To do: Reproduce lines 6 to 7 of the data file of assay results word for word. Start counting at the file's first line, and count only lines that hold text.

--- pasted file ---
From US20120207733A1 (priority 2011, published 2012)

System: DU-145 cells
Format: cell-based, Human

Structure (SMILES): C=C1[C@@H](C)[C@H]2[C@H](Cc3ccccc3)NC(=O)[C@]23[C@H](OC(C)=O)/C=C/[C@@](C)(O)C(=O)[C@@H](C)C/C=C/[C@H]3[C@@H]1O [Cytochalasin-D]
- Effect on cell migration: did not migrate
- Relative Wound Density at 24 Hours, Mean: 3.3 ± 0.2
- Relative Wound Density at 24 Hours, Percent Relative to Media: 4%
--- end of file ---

- Relative Wound Density at 24 Hours, Mean: 3.3 ± 0.2
- Relative Wound Density at 24 Hours, Percent Relative to Media: 4%